first_imgSign up for our COVID-19 newsletter to stay up-to-date on the latest coronavirus news throughout New York Holiday Lights SpectacularIt’s back! After being nixed seven years ago, this 2.5-mile drive-thru seaside holiday tradition triumphantly returns with more than 150 lighted-displays, many of which are animated, synced to holiday music. It all culminates in a holiday village, where kids can have pictures taken with Santa Clause, visitors can make s’mores and revelers can hear carolers sing on select nights. Wednesday night is pet night for discounts and a chance to have a photo of Fido seated on Santa’s lap. Also debuting this year is the Hay Maze, which will take kids on a special journey through the sparkling lights display in the Holiday Village. There is also a Twofer Tuesday special—two trips for the price of one. Jones Beach State Park, West End, Ocean Pkwy. $20 per car weekdays, $25 weekends. Nov. 20-Jan. 4. dusk-10 p.m. Mon.-Thurs., open til 11 p.m. Fri.-Sun.Christmas Animated StoryAnimated characters star in “Christmas at the North Pole,” a walk-through story telling how Santa picks out gifts for his friends who are penguins, elves and more. Donations of non-perishable food items for Long Island Cares accepted. Hicks Nursery, 100 Jericho Tpke., Westbury. Free. 8 a.m.-6 p.m. through Dec. 24.Bayville WonderlandVisit the elves hard at work in Santa’s toy shop, ride the holiday express train, brave the arctic ice skating adventure, meet Mr. Claus and other holiday characters, plus much more! Bayville Adventure Park, 8 Bayville Ave., Bayville. $21. Days, hours vary. Nov. 28-Jan. 3.Barnaby Saves ChristmasThe littlest elf and his reindeer friend, Franklynne, set off on their journey to save Christmas. Along the way, they meet some new friends along the way and learn the true meaning of Christmas, Hanukah and the holiday season. Theatre Three, 412 Main St., Port Jefferson. $10. 11 a.m. Nov. 28 and various other days through Christmas weekend.The Snow QueenCatch a live performance of the Hans Christian Anderson classic tale. Elmont Theatre, 700 Hempstead Tpke., Elmont. $12. 1 p.m. Nov. 28.Rudolph the Red Nose ReindeerDo you recall the most famous reindeer of all? Refresh your memory with this live performance of the holiday classic. Studio Theatre Lindenhurst, 141 South Wellwood Ave., Lindenhurst. 1 p.m. Nov. 28 with various weekly performances through Christmas.MooseltoeThe story of a moose who wants to fly with Santa’s reindeer, learns some valuable life lessons along the way and saves Christmas amid trouble at the North Pole. Gateway Playhouse, 215 South Country Rd., Bellport. $15-$25. 12 p.m., 2:30 p.m. and 5 p.m. Nov. 28.A Christmas Story: The MusicalWe double dog dare you to come see America’s favorite Christmas movie come to life on stage as a hilarious holiday musical. Expect masterful performances. Expect show-stopping songs. Expect to be wowed! John W. Engman Theate, 250 Main St., Northport. $69. 3 p.m. Nov. 28 with performances through Jan. 4.A Christmas CarolFollow the miser Ebenezer Scrooge on a journey that teaches him the true meaning of Christmas—past, present and future—in almost twice daily performances of the Charles Dickens classic. Theatre Three, 412 Main St., Port Jefferson. $15-$30. 8 p.m. Nov. 28 and most days through Christmas weekend.Sayville Holiday ParadeWatch marchers, floats and wave to Santa at 9 a.m.! Afterwards, enroll the kids in Santa’s Workshop at the Carvel on Railroad Avenue. Return at 5 p.m. for Miracle on Main Street, a Christmas celebration that includes a tree lighting at 6 p.m., Santa, live reindeer, movies in the street, live performances, food, a gingerbread competition, snacks, fun and more!  Main Street, Sayville. Free. 9 a.m.-9 p.m. Nov 29.Tree LightingThe Northport Chorale will sing holiday favorites and Christmas carols, followed by the lighting of the tree and the arrival of Mr. and Mrs. Claus. Cookies and hot chocolate will be served. Check out the mansion’s holiday decorations at the same time! Vanderbilt Mansion Courtyard, 180 Little Neck Rd., Centerport. Free. 4 p.m. Nov. 29.Tree LightingThis grand celebration will feature the igniting of multi-colored lights to decorate a truly magnificent tree! Come revel in the supreme joy of the holiday spirit! Westbury Village Recreation Center, 348 Post Ave., Westbury. Free. 4 p.m. Nov. 29.Tree LightingA Victorian Christmas celebration including Santa from 1-4 p.m., refreshments and tours of the Tuthill Museum before the sundown ceremony. Mattituck-Laurel Historical Society, Main Road and Cardinal Drive, Mattituck. Free. 5 p.m. Nov. 29.Village Tree and Menorah LightingThe tradition of celebrating the holiday season begins with the lighting of our Christmas Tree and Menorah at Village Square. There will be entertainment at the Showmobile and keep a watchful eye out for Santa who will be arriving on his magical sleigh. Corner of Park Boulevard and Front Street, Massapequa Park. Free. 5 p.m. Nov. 29.Holiday Parade and Street FestivalLong Island’s biggest electric light holiday parade and float contest, now in its fifth year, centers on the theme “’Tis the Season Across America.” Festivities will include a brief ceremony following a parade to simultaneously light the holiday tree on the Village Green and at Town Hall. Aside from musical performances, meet Santa and Mrs. Claus, Snoopy, The Grinch, Rudolph the Red Nosed Reindeer, Elmo and Toy Story’s Woody. Free hot chocolate and cookies. New York Avenue, Huntington. Free. 7 p.m. Nov. 29.Cherish The Ladies: A Celtic ChristmasOne of the most engaging and successful ensembles in the history of Celtic music put their signature mark on classic carols, such as “O Come All Ye Faithful” and “Silent Night.” Guild Hall, 158 Main St., East Hampton. $30-$55. 8 p.m. Nov. 29.Frosty the SnowmanJoin Jenny and Frosty on their chilly adventures as they try to save the town of Chillsville from the mean old Ethel Pierpot and her evil machine that will melt all the snow John W. Engman Theate, 250 Main St., Northport. $15. 11 a.m. Nov. 29 with performances through Jan. 4.Santa’s ParadeThe parade lines up an hour before marking into downtown Port Jefferson and ending at Santa’s Workshop, corner of Barnum and W. Broadway. The workshop is open 2-4 p.m. Nov. 30 and Dec. 6, 7, 13 and 20. Starts at Port Jefferson train station, Port Jefferson. Free. 4-7 p.m. Nov. 29.Christmas at the Montauk LighthouseThe first lighthouse ever built in New York State will be adorned with thousands of white lights for the holiday season. Montauk Lighthouse, 2000 Route 27, Montauk. Free. 4:30-7 p.m. Nov. 29. Lights will remain on until New Years Day.It’s a Wonderful VillageA Parade of Lights featuring decorated fire trucks marches down Windmill Lane to Agawam Par, where the annual tree lighting and caroling followed by a holiday reception on Nov. 29 that kicks off this month-long celebration with events every Saturday through Dec. 20. Hayrides at Scorpion Farms on Jobs Lane every weekend.Southampton village. Full list of events here: 12:30-5:15 p.m. Nov. 29, 12:30-4 p.m. Dec. 6, 10 a.m.-4 p.m. Dec. 13 and 12:30-3:30 p.m. Dec. 20.T’was the Night Before ChristmasThe story of how Clement Moore created his world-renowned poem T’was the Night Before Christmas, which comes alive in the Arena Players Children’s Theater production. Vanderbilt Museum & Planetarium, 180 Little Neck Rd., Centerport. $10 adults, $8 kids. 1 p.m. Nov. 30 with performances through Dec. 21.Winter Festival and Christmas Tree LightingPhotos with Santa, carriage rides, music and the lighting of the Christmas Tree will make the evening bright. Glen Cove Village Square. Free. 1:30 p.m. Nov. 30.Love Under the Christmas TreeGiada Valenti will be performing a selection of the most beautiful American and Italian holiday favorites combined with her own rendition of hits from the 60s, 70s, 80s, as well as recent contemporary songs. The Madison Theatre, 1000 Hempstead Ave., Rockville Center. $45-$25. 3 p.m. Nov. 30.Boardwalk LightsA holiday nautical themed light show display on the boardwalk. Long Beach boardwalk. longbeachny.govFree. 5 p.m. Dec. 1 through mid-January.I Am Santa ClausWrestling star Mick Foley will appear live in person to present I Am Santa Claus, a documentary that spent a year following the lives of six men who are professional Santas. Cinema Arts Centre, 423 Park Ave., Huntington. $10 members, $15 public. 7:30 p.m. Dec. 2.Tree Lighting and SingingEvent followed by a visit from Santa and refreshments at the Youth Center / Legion Hall. 44 North Ferry Rd., Shelter Island. 6 p.m. Dec. 3.Big Duck Holiday Lighting CeremonyIt’s the most Long Island holiday tradition of them all when the region’s iconic 83-year-old historic landmark gets lit up in Christmas lights. Live entertainment including a duck carol sing-a-long led by the Riverhead Middle School Show Choir, a visit from LI Ducks Mascot “Quackerjack” and the arrival of Santa Claus. The Big Duck Store, Route 24 in Flanders, one mile East of the Riverhead Traffic Circle. Free. 7 p.m. Dec. 3Deck the HallsThe Festival of Trees kicks off with the community coming together to decorate Brookwood Hall, a historic landmark that the Town of Islip is seeking to be designated as such. Brookwood Hall, 50 Irish Lane, East Islip. Free. 3-7 p.m. Dec. 4.The Irish TenorsWright * Kearns * Tynan on The Irish Holiday Tour. NYCB Theatre at Westbury, 960 Brush Hollow Rd., Westbury. $49.50-$62.50. 8 p.m. Dec. 4.Manhasset Christmas Tree Lighting CeremonyA performance from the Manhasset High School Brass Choir, the lighting of the tree, an appearance by Santa, hot chocolate, cookies and more! Mary Jane Davies Green, Plandome Road, across the street from Town Hall, Manhasset. Free. 4 p.m. Dec. 5.18th Annual Holiday Tree Lighting CeremonyJoin in a sing-a-long of traditional holiday carols while awaiting the arrival of Santa Claus. Upon his arrival, Santa will light the live tree. Hot beverages will be served. Bayard Cutting Arboretum, Montauk Highway, Great River. Free. 5:30-7:30 p.m. Dec. 5.Christmas Tree LightingOh, what a joyous celebration of the holiday season! What a wonderful way to share time with family and friends! What a magnificent opportunity to belt out all those fantastic carols you and your friends have been practicing for the past 12 months and show the city of Long Beach, and all those special revelers in attendance, just how great you truly are!! Kennedy Plaza, Long Beach. Free. 6 p.m. Dec. 5.28th Annual Holiday Tree Lighting CeremonyAlong with the lighting of the tree, traditional holiday music will be performed by the children of Oysterponds Elementary School. Santa Claus will arrive in his jubilant red sleigh and then light the live tree. Hot chocolate and cookies will be served. Orient Beach State Park, 40,000 Main Rd., Orient. Free. 6:30 p.m. Dec. 5.Holiday Tree Lighting CeremonyThis popular holiday event features gifts for children, costumed characters, musical entertainment and refreshments for all. Babylon Town Hall Park, 200 E. Sunrise Hwy., Lindenhurst. Free. 7 p.m. Dec. 5.19th Annual Dickens FestivalAn annual Village celebration of the author of A Christmas Carol, features costumed characters, decorated streets and shops, Victorian entertainment and food. It kicks off with a festival of trees that includes ice-skating characters and giant snowmen at 7 p.m. Dec. 5, followed by a long list of caroling, performances and related events—even a gingerbread house contest before concluding in a Grand Final Parade! A full list of all programs can be found here Mostly free. Dec. 5-7.Clara’s Dream, The NutcrackerWitness toys that come to life, a Christmas tree that grows, flowers that dance and snowflakes that waltz in this classic magical story, as performed by American Dance Theatre of Long Island. Patchogue Theatre for the Performing Arts, 71 East Main St., Patchogue. $15. 7 p.m. Dec. 5, 2 p.m. and 7 p.m. Dec. 6, 1 p.m. Dec. 7.East Hampton Chambers Santa ParadeSanta Parade continues on to Newtown Lane ending just before the railroad tracks. Main Street, East Hampton. Free. 10 a.m. Dec 6.Santa in the ParkSanta Claus will be arriving at the park in a fire truck and all children will have the opportunity to give him their holiday wish list! Toys, candy, cookies, and hot chocolate will be distributed by Santa’s elves. Wantagh Park, 1 King Rd., Wantagh. Free. 12 p.m. Dec. 6.Skate with SantaChildren are invited to go ice skating with Santa, have their pictures taken in front of the tree and decorate cookies. Free hot chocolate. Christopher Morley Park, 500 Searingtown Road in Roslyn-North Hills. $14 adults, $10 kids, $4 veterans, seniors and first responders. Discounts with Leisure Pass.1:15 p.m.-3:15 p.m. Dec. 6.Merry on MainA holiday parade will step off from Brockwood Hall in East Islip and end at Islip Town Hall West 90 minutes later. At dusk, Santa will hold a tree lighting ceremony at Islip Town Hall, where there will also be photos with the big man, a craft fair, gingerbread competition and other entertainment. Main Street, Islip. 2 p.m. Dec. 6.Cinderella’s ChristmasThe most famous Disney princess of them all rings in the holiday season. NYCB Theatre at Westbury, 960 Brush Hollow Rd., Westbury. $14.50.12 p.m. Dec. 6.Bowling With SantaDeck the lanes with bowling balls of holly. An elf parade at 5:15 p.m. precedes a tree lighting ceremony at village square at 5:30 p.m., followed by caroling and other holiday-related events. San Dee Lanes, 342 Hempstead Ave., Malverne. $10. 12, 2 p.m. Dec. 6.Riverhead SantaConThe annual worldwide Santa Claus convention that has taken on a life of its own comes to Long Island a week before the New York City installment. Holiday-related costumes required to participate in the pub crawl through downtown Riverhead. $10 per bracelet for discounts at participating pubs. 3 p.m. Dec. 6.Christmas Tree LightingEnjoy cookies, hot chocolate and tea until Santa arrives for a good old fashioned Christmas tree lighting ceremony. Cold Spring Harbor Fish Hatchery, 1660 Rte 25A, Cold Spring Harbor.  General admission. 5:30 p.m. Dec. 6.Christmas Tree LightingIslandia Village Hall, 1100 Old Nichols Rd., Islandia. Dusk, Dec. 6.Christmas Tree Lighting CeremonyVeteran’s Plaza, Kings Park Library, Smithtown. Free. 4 p.m. Dec. 6.Holiday Tree Lighting Ceremony CANCELED DUE TO INCLIMATE WEATHERAlong with the lighting of the tree, there will be a host of traditional holiday music courtesy of the local school chorus, ice sculpting demonstration, magic show, balloon twisting, juggling act and a spectacular fireworks display. Also, a visit from Santa arriving on the Long Island Sleigh Express! Belmont Lake State Park, Exit 38 off of the Southern State Parkway. Free. 4:15 p.m. Dec. 6.Holiday Parade and Tree LightingWatch the glorious display of lights and surprises. Santa arrives by Antique Fire Truck. Join Santa at the gazebo on the Village Green for the Annual Tree Lighting. Main Street, Bellport Village. 6:15 p.m. Dec. 6.Not Quite Christmas CabaretCocktails, dinner, desert and performances by Broadway actors Lauren Worsham, Ron Raines and Kathy Voytko, who returns to the Preserve for her third performance. Castle Gould, 127 Middle Neck Rd., Sands Point. $100 7 p.m. Dec. 6.CC Claus: A Baseball Christmas StoryCC Sabathia, the pitcher for the New York Yankees, and his son, Carsten, will talk about the MLB star’s new holiday-themed children’s book, CC Claus: A Baseball Christmas Story. Book Revue, 313 New York Ave., Huntington. Price of book. 7 p.m. Dec. 6.A Spectacular Christmas CarolA variety show gives a new spectacular twist on Dickens’ classic A Christmas Carol. Guild Hall, 158 Main St., East Hampton. $30-$55. 7:30 p.m. Dec. 5, 2 p.m. and 7:30 p.m. Dec. 6, 2 p.m. Dec. 7.Christmas ParadeThe theme for this year’s parade, billed as the largest in Suffolk County, is a “Red, White and Blue Christmas.” It runs from the South Port Shopping Center down Montauk Highway and Mastic Road to the Mastic Fire House. 12 p.m. Dec. 7.60th Village Tree LightingWill be followed by a ceremony. Corner of Hilton and Stewart avenues, Garden City. Free. 3:30 p.m. Dec. 7.Medford Christmas Parade and Tree LightingStarts at Tremont Elementary School, 143 Tremont Ave., Medford. 4 p.m. Dec. 7.Celtic Thunder Christmas SymphonyA dynamic live music experience, accompanied by a full Symphony Orchestra and favorite holiday songs from their latest CD Holiday Symphony. The music selection ranges from traditional carols “Away in A Manger,” “Silent Night” to classical pieces, holiday staples and the more contemporary “Fairytale of New York.” NYCB Theatre at Westbury, 960 Brush Hollow Rd., Westbury. $49.50-$84.25. 7 p.m. Dec. 7.Tree LightingLit up will be the magnificent 35-foot Japanese Umbrella Pine, which is located on the south side of the Camellia Greenhouse. Afterward, see view the spectacular poinsettia display, hear the madrigal singers perform, visit Coe Hall decked with holly and meet Santa at the Hay Barn! Visit Periwinkles Café in the Visitor Center and enjoy egg nog, hot chocolate and cider, gingerbread men and other assorted holiday sweets.Planting Fields Arboretum State Historic Park, Route 25A, Oyster Bay. Free. 6 p.m. Dec. 12.Heckscher HolidaysThe Five Towns Vocal Jazz Ensemble will perform joyful holiday selections, traditional favorites and tuneful pop songs. Seasonal treats will be served. The Heckscher Museum, 2 Prime St., Huntington. Free with museum admission. 6-8:30 p.m. Dec. 12.Holiday Chorus Concert Brass EnsembleA community sing-a-long following performances by three choral groups, including Sings of Long Island, Bay Area Friends of Fine Arts and Choral Society of the Moriches, plus the Tri Valley Bass Ensemble. Patchogue Theatre for the Performing Arts, 71 East Main St., Patchogue. $9. 7 p.m. Dec. 12.The Return of the Aimee Mann Christmas ShowAimee Mann, Ted Leo and many special guests. The Space at Westbury, 250 Post Ave., Westbury. $30-$45. 8 p.m. Dec. 12.Sarah ConwaySarah Conway and The Playful Souls put on their Revel in Your Spirits Christmas show features great collection of little known gems of Christmas songs from rock to country, blues and gospel. Special guests on sax and fiddle! The Stephen Talkhouse, 161 Main St., Amagansett. $10. 8 p.m. Dec. 12.12th Annual Reenactment of the Flying SantaRelive the days when Santa would visit the Fire Island Lighthouse keepers and their families by flying by in small plane. Fire Island Lighthouse, just east of Robert Moses State Park Field 5, Robert Moses Causeway, Babylon. Free. 11:30 a.m.-12:30 p.m. Dec. 13.Gary Lewis and The Playboys“Celebrating the Holidays Together” is the name of this show, during which they’ll play their hits, including “This Diamond Ring,” Count Me In” and “Save Your Heart for Me.”. Five Towns College Performing Arts Center, Five Towns College, 305 North Service Rd., Dix Hills. $40-$60. 7:30 p.m. Dec. 13A John Waters ChristmasThe multi-talented comedian and actor puts his spin on the holidays. The Space at Westbury, 250 Post Ave., Westbury. $35-$100. 8 p.m. Dec. 13.Dick Fox’s Holiday Doo Wop ExtravagaznaThe Duprees, Shirley Alston Reeves, The Legendary Teenagers, Chris Montez, Emil Stucchio & The Classics, The Devotions, & The Knockouts harmonize holiday classics. NYCB Theatre at Westbury, 960 Brush Hollow Rd., Westbury. $39.50-$62.50. 7 p.m. Dec. 13.The Nutcracker SuiteOvations Dance Repertory Company put on the classic show with lavish costumes, brilliant sets and stirring music, all backed by a 25-piece orchestra. Patchogue Theatre for the Performing Arts, 71 East Main St., Patchogue. $14. 1 p.m. and 7 p.m. Dec. 13, 1 p.m. and 6 p.m. Dec. 14.Winter ConcertHoliday classics performed by the Five Towns College Concert Pops orchestra. Five Towns College Performing Arts Center, Five Towns College, 305 North Service Rd., Dix Hills. $10. 2 p.m. Dec. 14.The Nutcracker BalletThis incredibly popular residency with Dancecore returns this year with two matinee and one evening performance. See the Gumdrops, Silver Angels, Candy Canes, Toys, Mice, and the Nutcracker himself dance in Clara’s dream to Tchaikovsky’s music inspired from cultures around the world. Westhampton Beach Performing Arts Center, 76 Main St., West Hampton Beach. $15. 2 p.m. and 7 p.m. Dec. 13, 2 p.m. Dec. 14.Cirque le Masque presents: NoelThis balance of theatrical wizardry, comic audience interactions and holiday cheer will leave you breathless. Patchogue Theatre for the Performing Arts, 71 East Main St., Patchogue. $25-$85. 8 p.m. Dec. 17, 2 p.m. Dec. 18.Chris Isaak Holiday TourThis rockabilly crooner is back in town to put fans in the holiday spirit. The Paramount, 370 New York Ave., Huntington. $55-$85. 8 p.m. Dec. 18.Trans Siberian OrchestraThe rock orchestra wills out their live debut of The Christmas Attic, a holiday tradition for a new generation. Nassau Veterans Memorial Coliseum, 1255 Hempstead Tpke., Uniondale. $41-$71. 8 p.m. Dec. 18.The NutcrackerNew York Dance Theatre, under the direction of Frank Ohman, will present what’s billed as the largest Nutcracker on Long Island with added music, scenes and dances—the only one performed in the tradition of New York City Ballet’s legendary George Balanchine. John Cranford Adams Playhouse, Hofstra University, 1000 Fulton Ave., Hempstead. $40 adults, $35 seniors and kids under 12. 2 p.m. and 7 p.m. Dec. 19, 12 p.m. and 5 p.m. Dec. 20, 21.Frosty the SnowmanThis famous snowman and his friend, Jenny, must save the town of Chillsville from Ethel Pierpot’s evil plan to melt all the snow. Elmont Theatre, 700 Hempstead Tpke., Elmont. $10. 2 p.m. Dec. 20, 12 p.m. Dec. 21, 2 p.m. Dec. 27, 1 p.m. Dec. 29.last_img read more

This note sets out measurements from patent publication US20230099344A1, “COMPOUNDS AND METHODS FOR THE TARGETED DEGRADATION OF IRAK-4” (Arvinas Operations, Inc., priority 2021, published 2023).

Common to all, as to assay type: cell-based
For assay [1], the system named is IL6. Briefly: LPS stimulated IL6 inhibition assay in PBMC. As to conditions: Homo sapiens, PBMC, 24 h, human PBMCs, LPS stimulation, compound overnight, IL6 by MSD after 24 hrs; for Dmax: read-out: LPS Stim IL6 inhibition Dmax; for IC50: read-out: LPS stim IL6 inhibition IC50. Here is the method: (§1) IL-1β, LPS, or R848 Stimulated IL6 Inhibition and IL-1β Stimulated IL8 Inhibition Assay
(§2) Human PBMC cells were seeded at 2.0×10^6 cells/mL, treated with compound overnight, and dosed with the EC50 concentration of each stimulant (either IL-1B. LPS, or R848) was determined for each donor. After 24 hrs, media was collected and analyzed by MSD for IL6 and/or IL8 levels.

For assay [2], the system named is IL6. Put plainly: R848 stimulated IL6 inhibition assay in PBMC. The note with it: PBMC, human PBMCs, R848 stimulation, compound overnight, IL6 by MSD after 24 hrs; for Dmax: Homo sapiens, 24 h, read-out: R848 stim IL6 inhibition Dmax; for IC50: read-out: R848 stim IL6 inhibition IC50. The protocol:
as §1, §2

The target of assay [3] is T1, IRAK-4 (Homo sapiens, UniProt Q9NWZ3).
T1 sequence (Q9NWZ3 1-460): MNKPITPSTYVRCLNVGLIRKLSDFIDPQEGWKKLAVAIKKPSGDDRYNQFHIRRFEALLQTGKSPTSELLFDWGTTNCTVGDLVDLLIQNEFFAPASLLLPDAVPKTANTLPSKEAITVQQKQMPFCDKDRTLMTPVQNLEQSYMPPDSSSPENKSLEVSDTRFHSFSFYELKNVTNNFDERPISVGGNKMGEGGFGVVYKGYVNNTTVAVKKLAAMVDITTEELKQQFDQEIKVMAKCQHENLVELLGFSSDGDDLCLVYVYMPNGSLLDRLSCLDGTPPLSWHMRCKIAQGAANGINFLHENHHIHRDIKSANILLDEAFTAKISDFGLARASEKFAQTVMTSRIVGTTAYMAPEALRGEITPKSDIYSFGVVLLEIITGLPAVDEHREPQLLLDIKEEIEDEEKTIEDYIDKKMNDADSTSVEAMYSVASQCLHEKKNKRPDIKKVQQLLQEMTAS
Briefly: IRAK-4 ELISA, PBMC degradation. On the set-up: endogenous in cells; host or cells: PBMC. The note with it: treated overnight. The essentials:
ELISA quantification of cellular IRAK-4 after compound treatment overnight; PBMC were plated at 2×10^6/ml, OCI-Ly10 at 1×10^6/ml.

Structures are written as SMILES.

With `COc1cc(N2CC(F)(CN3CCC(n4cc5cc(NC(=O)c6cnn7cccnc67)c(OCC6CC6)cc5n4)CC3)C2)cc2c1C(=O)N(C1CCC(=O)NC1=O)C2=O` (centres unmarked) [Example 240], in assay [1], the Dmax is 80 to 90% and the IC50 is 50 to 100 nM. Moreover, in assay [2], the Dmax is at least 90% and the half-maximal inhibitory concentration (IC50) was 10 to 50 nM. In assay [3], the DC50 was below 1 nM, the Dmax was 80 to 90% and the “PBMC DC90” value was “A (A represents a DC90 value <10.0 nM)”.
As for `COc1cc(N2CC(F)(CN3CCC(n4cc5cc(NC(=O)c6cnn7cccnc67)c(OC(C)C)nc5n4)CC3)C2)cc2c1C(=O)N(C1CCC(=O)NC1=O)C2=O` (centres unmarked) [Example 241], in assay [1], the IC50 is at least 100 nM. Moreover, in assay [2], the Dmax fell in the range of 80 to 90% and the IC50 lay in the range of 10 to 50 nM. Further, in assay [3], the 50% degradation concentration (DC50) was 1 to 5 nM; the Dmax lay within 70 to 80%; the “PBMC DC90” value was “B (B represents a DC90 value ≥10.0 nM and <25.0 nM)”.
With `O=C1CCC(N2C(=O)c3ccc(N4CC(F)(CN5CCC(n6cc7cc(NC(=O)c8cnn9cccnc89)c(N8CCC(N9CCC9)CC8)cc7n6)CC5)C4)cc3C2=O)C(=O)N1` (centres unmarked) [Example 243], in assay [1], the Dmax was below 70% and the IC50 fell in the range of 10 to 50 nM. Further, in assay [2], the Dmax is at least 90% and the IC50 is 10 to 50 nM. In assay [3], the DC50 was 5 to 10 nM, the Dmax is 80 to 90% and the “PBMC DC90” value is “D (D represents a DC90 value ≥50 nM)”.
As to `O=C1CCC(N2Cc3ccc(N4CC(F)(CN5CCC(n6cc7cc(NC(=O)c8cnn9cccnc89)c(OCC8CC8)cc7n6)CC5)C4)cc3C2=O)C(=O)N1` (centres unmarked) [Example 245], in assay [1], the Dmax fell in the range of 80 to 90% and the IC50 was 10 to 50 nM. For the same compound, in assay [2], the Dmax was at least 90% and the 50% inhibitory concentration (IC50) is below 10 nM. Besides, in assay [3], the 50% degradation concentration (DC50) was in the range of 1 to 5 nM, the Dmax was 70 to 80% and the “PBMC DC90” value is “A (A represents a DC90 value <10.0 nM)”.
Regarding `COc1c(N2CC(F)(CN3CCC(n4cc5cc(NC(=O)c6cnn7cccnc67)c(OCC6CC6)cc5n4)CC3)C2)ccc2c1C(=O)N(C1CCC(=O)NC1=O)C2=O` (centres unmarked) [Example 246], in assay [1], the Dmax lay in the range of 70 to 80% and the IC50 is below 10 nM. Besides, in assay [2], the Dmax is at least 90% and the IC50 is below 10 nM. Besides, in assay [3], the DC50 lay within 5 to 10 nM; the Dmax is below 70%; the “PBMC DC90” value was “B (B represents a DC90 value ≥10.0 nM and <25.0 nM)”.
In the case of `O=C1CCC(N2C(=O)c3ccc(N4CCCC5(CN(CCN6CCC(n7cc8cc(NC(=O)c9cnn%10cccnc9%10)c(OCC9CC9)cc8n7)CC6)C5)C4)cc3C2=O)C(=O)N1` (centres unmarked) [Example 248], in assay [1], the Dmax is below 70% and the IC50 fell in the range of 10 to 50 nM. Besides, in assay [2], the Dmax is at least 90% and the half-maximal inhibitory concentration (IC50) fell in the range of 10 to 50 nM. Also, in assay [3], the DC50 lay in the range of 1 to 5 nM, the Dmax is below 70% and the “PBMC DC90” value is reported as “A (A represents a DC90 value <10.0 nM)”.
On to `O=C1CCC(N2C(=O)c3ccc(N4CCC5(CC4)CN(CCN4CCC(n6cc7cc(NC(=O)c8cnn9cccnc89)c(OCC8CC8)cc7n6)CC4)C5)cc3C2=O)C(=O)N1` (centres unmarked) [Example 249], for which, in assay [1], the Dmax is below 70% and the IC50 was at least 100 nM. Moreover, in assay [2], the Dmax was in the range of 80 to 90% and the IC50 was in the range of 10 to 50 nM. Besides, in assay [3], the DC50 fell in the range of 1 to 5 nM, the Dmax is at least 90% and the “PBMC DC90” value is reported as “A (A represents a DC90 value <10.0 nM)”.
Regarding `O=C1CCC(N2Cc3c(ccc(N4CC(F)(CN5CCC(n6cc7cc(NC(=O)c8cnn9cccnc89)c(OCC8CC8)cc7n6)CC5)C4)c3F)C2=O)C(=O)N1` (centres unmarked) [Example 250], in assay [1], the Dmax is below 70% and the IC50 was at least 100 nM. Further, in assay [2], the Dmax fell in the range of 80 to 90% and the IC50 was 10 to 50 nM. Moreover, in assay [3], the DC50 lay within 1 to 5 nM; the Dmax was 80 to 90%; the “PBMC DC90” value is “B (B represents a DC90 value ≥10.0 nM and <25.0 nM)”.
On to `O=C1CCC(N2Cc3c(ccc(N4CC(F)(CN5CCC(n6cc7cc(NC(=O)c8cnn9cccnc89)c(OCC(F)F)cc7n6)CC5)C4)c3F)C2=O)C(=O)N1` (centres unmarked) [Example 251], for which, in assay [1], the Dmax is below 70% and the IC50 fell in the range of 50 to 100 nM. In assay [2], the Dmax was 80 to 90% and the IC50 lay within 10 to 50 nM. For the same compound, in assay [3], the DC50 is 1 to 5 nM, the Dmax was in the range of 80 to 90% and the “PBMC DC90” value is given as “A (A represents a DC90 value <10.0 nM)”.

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first_imgMicrosoft on Tuesday announced it would invest one billion dollars in Poland to expand its operations, including the creation of a new regional cloud-computing data hub.The US tech giant said it had signed an agreement with Poland’s state-backed National Cloud Operator to provide “cloud solutions for all industries and companies in Poland”, according to a statement on its website.”Another great global player chose Poland to locate its investment, worth as much as $ 1 billion, the largest in our region of Europe,” Polish Prime Minister Mateusz Morawiecki said on Tuesday on his official Facebook page. “This is another important step on the road to digitization and accelerating the development of the entire Polish economy.”The investment project is expected to last seven years, Microsoft said.Microsoft is among the global leaders in providing cloud services — an industry worth hundreds of billions of dollars.As well as charging for the service, cloud operators are able to harvest huge caches data and open up many other revenue streams. Topics :center_img The National Cloud Operator was set up two years ago by the state-controlled PKO Bank and the Polish National Development fund to speed development of the digital economy.Once among the EU’s most rapidly expanding economies, growth in Poland is set to shrink by 3.4 percent this year, according to a revised government projection, down from an expansion of 3.7 percent of GDP forecast prior to the pandemic.last_img read more